[In light of Barry Minkow's appearance this past Sunday, August 27, on "60 Minutes," I'm posting a column that originally ran on October 19, 2003 in the Sunday New York Times.]
''AT some point in our lives, as imperfect human beings, we find ourselves in need of forgiveness,'' says Barry Minkow. In 1989, at age 23, Mr. Minkow was sentenced to 25 years in prison for defrauding investors in ZZZZ Best, a carpet-cleaning company he started when he was 16. All told, he fabricated more than 20,000 documents related to the business, which grew into a public company worth more than $200 million.
Mr. Minkow was released after serving seven and a half years of his sentence, and he seems to have turned his life around. Since 1997, he has been the senior pastor of the Community Bible Church, a nondenominational church in San Diego. He also helped found the Fraud Discovery Institute, a consulting firm that helps detect corporate fraud. But he still owes millions of dollars in restitution to the victims of his crimes.
Mr. Minkow's past raises the question of whether people are always entitled to second chances, or if there are some acts that are beyond redemption. For example, does Michael R. Milken, the former junk bond financier, deserve to be forgiven? He pleaded guilty to charges of securities fraud in 1990, served almost two years in prison, and is barred from working in the securities industry for life. Is it enough that he has re-established himself as a philanthropist and the chairman of Knowledge Universe, a company he founded that markets the LeapFrog line of children's educational products?
Samuel D. Waksal, the former chief executive of ImClone Systems, is serving a seven-year jail sentence, while L. Dennis Kozlowski, the former chief executive of Tyco International; Frank P. Quattrone, a Silicon Valley investment banker; and Franklin C. Brown, the former chief counsel for Rite Aid, sit on trial. Countless other executives caught up in recent scandals either await trials or possible charges. Does this fresh batch of alleged wrongdoers deserve a second chance?
''If somebody is honestly contrite, of course you say you forgive them,'' said Bart Victor, a professor of moral leadership at the Owen Graduate School of Management at Vanderbilt University in Nashville. ''But people need to step up and say, 'This was wrong for me to do.'''
The urge to forgive may stem in part from the fact that many people believe they ''were just as guilty as the ones who were caught,'' Professor Victor added.
It doesn't pay to be unbending if the guilt of others hits too close to home. ''I don't think anyone would want all of their actions in the business environment to come to light,'' said David Batstone, a professor of social ethics at the University of San Francisco and the author of ''Saving the Corporate Soul -- and (Who Knows?) Maybe Your Own'' (Saving the Corporate Soul--and (Who Knows?)... ).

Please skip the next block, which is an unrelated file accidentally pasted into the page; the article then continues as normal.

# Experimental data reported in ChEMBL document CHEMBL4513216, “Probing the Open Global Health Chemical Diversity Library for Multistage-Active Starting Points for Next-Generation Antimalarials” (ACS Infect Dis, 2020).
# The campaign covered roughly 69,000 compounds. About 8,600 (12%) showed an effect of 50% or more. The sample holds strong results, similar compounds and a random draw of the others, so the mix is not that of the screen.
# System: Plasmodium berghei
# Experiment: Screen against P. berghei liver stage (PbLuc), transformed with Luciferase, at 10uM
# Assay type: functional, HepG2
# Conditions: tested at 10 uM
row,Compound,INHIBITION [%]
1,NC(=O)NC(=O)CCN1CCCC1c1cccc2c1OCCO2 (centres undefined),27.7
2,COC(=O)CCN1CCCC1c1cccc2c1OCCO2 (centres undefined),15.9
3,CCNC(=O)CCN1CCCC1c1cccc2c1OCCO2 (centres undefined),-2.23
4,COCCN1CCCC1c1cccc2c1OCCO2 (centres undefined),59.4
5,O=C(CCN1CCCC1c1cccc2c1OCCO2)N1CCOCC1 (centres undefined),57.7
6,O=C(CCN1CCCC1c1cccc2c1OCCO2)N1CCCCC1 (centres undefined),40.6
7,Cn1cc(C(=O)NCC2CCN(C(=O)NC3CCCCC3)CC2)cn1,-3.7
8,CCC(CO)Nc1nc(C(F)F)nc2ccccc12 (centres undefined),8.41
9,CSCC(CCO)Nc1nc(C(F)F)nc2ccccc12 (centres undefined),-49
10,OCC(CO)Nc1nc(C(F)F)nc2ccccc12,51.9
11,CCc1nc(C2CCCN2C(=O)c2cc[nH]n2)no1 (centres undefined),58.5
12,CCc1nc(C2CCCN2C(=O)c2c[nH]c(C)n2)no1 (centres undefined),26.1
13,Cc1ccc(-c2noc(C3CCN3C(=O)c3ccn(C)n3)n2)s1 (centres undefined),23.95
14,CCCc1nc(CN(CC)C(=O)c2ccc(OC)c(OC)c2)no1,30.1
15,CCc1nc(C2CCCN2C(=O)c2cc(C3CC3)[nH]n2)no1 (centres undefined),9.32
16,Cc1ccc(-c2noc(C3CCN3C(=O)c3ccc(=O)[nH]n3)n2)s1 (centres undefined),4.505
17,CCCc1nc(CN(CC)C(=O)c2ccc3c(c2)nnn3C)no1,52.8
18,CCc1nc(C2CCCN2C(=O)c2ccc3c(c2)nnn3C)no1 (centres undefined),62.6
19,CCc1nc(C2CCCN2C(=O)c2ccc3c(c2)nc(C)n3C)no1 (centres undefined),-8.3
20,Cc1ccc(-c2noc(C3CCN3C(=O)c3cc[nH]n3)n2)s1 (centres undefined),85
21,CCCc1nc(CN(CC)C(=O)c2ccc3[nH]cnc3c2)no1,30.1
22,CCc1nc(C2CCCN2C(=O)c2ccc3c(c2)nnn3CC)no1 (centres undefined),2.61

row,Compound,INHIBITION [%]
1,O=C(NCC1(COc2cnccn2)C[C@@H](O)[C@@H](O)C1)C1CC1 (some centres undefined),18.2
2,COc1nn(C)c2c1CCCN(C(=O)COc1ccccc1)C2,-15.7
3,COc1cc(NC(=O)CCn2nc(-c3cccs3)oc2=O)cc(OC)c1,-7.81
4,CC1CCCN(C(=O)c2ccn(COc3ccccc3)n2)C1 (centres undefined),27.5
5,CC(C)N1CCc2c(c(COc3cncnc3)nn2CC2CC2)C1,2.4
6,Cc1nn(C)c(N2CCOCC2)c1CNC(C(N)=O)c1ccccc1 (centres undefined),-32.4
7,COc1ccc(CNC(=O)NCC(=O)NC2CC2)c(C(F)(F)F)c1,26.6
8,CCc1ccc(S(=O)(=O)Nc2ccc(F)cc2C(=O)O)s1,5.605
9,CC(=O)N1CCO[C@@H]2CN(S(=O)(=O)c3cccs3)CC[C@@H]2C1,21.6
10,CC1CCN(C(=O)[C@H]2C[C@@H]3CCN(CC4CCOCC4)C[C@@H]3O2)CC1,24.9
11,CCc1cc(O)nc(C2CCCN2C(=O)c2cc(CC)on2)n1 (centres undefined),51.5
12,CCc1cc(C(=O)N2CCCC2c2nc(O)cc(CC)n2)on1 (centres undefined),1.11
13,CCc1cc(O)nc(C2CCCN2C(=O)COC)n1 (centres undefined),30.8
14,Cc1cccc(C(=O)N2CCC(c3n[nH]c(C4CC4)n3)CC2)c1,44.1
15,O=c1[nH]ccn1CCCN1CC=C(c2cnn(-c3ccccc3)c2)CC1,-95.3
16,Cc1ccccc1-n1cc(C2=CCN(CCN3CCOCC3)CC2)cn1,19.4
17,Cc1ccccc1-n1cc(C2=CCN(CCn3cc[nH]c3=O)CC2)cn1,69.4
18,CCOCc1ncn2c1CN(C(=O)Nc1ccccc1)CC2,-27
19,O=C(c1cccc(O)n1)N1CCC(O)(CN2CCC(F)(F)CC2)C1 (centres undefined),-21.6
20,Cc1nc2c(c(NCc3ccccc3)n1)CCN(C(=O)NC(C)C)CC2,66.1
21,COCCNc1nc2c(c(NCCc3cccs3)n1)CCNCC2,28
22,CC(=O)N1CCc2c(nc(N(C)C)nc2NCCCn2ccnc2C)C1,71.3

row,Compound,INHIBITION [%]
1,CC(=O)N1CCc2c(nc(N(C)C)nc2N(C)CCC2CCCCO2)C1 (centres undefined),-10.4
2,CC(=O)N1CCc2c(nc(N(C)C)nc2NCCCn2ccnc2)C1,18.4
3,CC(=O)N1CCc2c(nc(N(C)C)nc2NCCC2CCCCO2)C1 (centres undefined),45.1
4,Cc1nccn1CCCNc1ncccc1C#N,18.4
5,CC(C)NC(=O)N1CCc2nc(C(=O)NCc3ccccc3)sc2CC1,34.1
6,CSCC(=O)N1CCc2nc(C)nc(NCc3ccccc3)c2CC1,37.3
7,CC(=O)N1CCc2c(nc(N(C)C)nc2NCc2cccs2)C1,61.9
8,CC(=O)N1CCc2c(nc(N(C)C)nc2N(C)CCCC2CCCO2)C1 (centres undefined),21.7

But is a ''there but for the grace of God'' attitude enough of a reason to forgive? Just as it is possible to want to forgive people because their crimes reflect on our own shortcomings, it is understandable to rage against those whose misdoings eviscerate our personal fortunes.
''All corporate sins are forgivable,'' said Daryl Koehn, director of the Center for Business Ethics at the University of St. Thomas in Houston. A failure to forgive, she said, is unethical: ''It imprisons us in our rage and impedes our development.''
Perhaps, but there is a difference between forgiving and forgetting. Business deals are built on trust. When someone violates that trust, we choose carefully how we deal with that person in the future.
Mr. Minkow, who is banned from being an officer or director of a public company, said he not only recognized others' wariness toward him, but he also felt it about himself. ''I realize that I have a propensity to not handle money well, so in my new leadership positions at the church and the fraud company I do not sign checks,'' he said. ''This is true accountability in that I realize, given the best of temptations, I could commit the worst of sins.''
Forgiveness signifies that we have faith that people can make amends and transform themselves. But it also acknowledges that most of us won't allow ourselves to be defined by someone else's transgressions. In the long run, our capacity for forgiveness says more about us collectively as human beings than the shameful behavior of a handful of wrongdoers ever could.
Everyone deserves a second chance to earn trust back and prove they are truly living a new life. That does not mean that all is forgiven and business as usual.
If the errant executive proves over time true character, committment to do the right thing in the future,has verbalized his wrong doing to those he caused pain and damage, and has paid back losses to those he frauded, then and only then should society gradually accept the executive back in to normal transactions.
In Judaism, at the opening of the New Year, we ask G-D's forgiveness. Before we can do so, though, we must first make amends to, and ask forgiveness of, those we have wronge It is not enough merely to say that we are sorry; we must find a way of showing it -- and not repeating whatever wrong we have committed. Once one has truly repented and sought forgiveness, refusal to accept the apology is, in itself, a sin.
While it is, obviously, best to conduct business by the Golden Rule, remembering that we are all fallible reminds us to accept the true apologies of others. We can but hope that they will do the same for us.
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